Snow and Warmth, Darkness and Light

You can feel her coming. She’s not subtle. The chill bite in the air hurts your lungs, makes your eyes water, and nips at your bare skin, turning it bright red. Frost and ice cover every green thing and every trace of water. Then a soft grey blanket covers the sky like a gentle reprieve followed by a strange silence and softly falling flakes of pure white snow. Then you know An Cailleach Bheara has arrived. She shakes her grey wool shawl and it snows. She strikes her staff on the ground and everything nearby freezes, frost splaying outward like cracks in ice. Neither benevolent or malevolent, she is a force of nature.

Western Hemlock Tree

Holly and Snow

“Why is my face so dark, so dark?
  So dark, oho! so dark, ohee!
Out in all weathers I wander alone
  In the mire, in the cold, ah me!”

~ From the tale “Beira, Queen of Winter

I like to appease the old one-eyed, blue-faced crone when she comes to visit as I figure it’s better to be friends with such a force than to face her icy wrath. She likes whiskey, but her arrival this year surprised me and I had none. A hot cup of honeyed rose congou tea spiked with a good dark rum left on the window sill seemed to work in a pinch. I think it helped to serve it in a tea cup from the lovely Nikiah painted with horned owls sitting in bare branches and a sly fox. The biting cold left the air but the beautiful snow remained. Not enough to cause trouble, but enough to inspire delight in the winter season and make people’s hearts sparkle in anticipation of the winter solstice and christmas.

Tea for Beira

The beautiful snow and my beautiful new kitchen certainly inspired me this December. Since I took the month off from my on-line shop to move house and unpack, I was able to cook and bake and cook some more once the broom was hung by the door and the hearth candle lit. I made wild mushroom soup with bacon and beer, pork tenderloin candied with chocolate-orange port and honey, roasted acorn squash and persimmon soup, beef and chanterelle mushroom pasties, candied pears tossed into salads, roast chicken covered in grainy mustard and bacon, and, of course, the desserts. I baked persimmon spice cake, ginger snaps, chocolate whoopie pies, shortbread, and crafted homemade chocolates of rose petal & vanilla bean, candied ginger & bee pollen, swirled into delectable dark Belgian chocolate.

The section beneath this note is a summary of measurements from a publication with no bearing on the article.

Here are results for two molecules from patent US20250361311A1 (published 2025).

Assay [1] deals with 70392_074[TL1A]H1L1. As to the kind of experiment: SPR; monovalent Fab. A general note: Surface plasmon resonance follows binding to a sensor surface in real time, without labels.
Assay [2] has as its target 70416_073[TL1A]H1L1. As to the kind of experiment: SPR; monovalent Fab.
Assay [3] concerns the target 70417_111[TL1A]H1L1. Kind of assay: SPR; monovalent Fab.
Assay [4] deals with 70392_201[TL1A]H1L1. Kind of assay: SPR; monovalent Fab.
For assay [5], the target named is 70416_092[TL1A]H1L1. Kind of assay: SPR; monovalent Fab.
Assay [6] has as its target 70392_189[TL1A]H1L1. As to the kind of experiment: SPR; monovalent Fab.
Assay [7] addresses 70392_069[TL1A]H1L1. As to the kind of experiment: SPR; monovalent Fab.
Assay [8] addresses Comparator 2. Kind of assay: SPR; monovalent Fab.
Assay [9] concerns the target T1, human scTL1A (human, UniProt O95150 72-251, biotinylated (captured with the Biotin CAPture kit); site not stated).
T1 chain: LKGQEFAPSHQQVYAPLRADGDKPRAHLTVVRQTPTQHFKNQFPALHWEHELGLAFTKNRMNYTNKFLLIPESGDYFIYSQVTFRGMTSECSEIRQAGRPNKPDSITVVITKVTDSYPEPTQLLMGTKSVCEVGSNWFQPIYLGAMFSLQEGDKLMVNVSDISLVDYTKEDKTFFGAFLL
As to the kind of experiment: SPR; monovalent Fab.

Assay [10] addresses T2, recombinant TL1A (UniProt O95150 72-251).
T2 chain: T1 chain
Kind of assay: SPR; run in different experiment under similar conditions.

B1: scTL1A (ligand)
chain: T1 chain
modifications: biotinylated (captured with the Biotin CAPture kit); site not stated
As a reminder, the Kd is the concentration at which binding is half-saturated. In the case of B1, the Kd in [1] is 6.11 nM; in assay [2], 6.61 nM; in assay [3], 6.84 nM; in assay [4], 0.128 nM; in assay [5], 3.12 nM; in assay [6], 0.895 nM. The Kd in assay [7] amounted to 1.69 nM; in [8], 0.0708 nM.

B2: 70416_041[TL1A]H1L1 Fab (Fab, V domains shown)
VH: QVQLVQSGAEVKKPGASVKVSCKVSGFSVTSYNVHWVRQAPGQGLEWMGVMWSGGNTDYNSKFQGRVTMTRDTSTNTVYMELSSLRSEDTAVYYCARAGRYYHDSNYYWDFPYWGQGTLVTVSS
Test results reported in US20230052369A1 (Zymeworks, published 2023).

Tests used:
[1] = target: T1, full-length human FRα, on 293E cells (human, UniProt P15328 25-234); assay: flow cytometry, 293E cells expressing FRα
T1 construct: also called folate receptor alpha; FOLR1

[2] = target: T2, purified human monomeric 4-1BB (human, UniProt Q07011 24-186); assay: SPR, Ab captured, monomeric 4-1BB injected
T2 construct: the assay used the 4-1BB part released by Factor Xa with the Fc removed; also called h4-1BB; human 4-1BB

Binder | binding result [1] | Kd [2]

Snowy Trees

Snowy Hawthorns

My belly grew and grew, not from all the rich food, but from my little one growing inside – getting bigger and bigger with only two months left until the baby’s arrival. With morning sickness seemingly behind me I was able to meet with friends, catch up, and exchange gifts. The Poisoner and I had our first dinner guests to spoil and I had a professor and an artist visit to discuss flying ointments, psychoactive herbs as ritual incense, books, and musings on ancient history.

There were farmer’s markets and christmas markets and now we are well stocked with vinegars, syrups, jellies, jams, pickled veggies, herbal teas, and dried wild mushrooms. It warms my hearts to find so many delectable edibles made with wild local plants at the markets – salmonberry, huckleberry blackberry, elderberry, dandelion, Nootka rose, Oregon grape, sea asparagus, and more wild mushrooms than I can name! It was inspiring and many came home with me for the Poisoner and I to cook with.

Blood on the Ivy

December marked the conclusion of The Pagan Bundle project. Many heartfelt thanks to all those who purchased the bundle and to those who donated more than its value. Thanks to you, eight people (all independent self-employed authors, artists, and musicians – including myself), were able to able to enjoy a yuletide season free of financial worry and strain when we’d normally be pinching pennies and unable to visit loves ones. So, from our hearts to yours — Thank You!

Other wonderful things that happened this month included an extended version of my “Breaking Tradition” article and some of my artwork being published in Aeon Sophia Press‘ new Thirteenth Path Journal  (now sold out) as well as an epic interview I took part in with Patrick Bertlein of the awesome and long-running Heathen Harvest Magazine – “Closer to the Garden Once More: An Interview with Sarah Anne Lawless“.